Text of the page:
The term ethonomics refers principally to the situation where ethical and economic (i.e. financial) concerns are appropriately balanced in context.
Ethonomics represents an area encompassing economics but in which the terms of reference have been widened from:
• considerations only of price (and also quality, range and service);
• to also include ethical issues, appropriately weighted against current economic priorities.
The inclusion and this type of extension of economics shows that ethonomics has the potential to be a rich, influential and multi-faceted academic area.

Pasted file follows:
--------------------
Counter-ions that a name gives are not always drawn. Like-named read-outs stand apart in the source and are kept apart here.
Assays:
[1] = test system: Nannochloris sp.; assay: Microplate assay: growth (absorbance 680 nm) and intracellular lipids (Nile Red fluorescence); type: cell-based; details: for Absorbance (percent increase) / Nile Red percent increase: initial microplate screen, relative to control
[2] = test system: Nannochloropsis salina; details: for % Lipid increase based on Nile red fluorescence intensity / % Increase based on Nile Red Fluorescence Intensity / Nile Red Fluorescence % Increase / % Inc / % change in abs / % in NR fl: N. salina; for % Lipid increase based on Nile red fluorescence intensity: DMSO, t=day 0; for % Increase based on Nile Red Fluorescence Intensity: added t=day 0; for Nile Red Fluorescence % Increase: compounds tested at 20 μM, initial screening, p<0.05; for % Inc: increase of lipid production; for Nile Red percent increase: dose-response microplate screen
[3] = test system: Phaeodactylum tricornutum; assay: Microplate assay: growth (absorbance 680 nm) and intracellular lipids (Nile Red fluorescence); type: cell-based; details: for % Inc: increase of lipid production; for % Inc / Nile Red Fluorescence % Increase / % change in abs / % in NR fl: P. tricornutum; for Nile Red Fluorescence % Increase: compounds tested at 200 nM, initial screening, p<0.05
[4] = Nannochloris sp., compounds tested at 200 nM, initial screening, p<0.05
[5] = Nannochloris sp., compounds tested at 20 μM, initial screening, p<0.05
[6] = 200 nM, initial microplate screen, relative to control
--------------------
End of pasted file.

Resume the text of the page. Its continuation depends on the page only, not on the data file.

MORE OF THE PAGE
The growth of interest in areas such as corporate social responsibility, fair trade and microfinance underline the growing interest in this area.
In today’s world the pivotal significance of ethonomics is shown by problems such as global warming, pollution, and human inequalities fostered by elements such as disparities in wages or standards of working conditions.
Ethonomics is also the name of this organisation.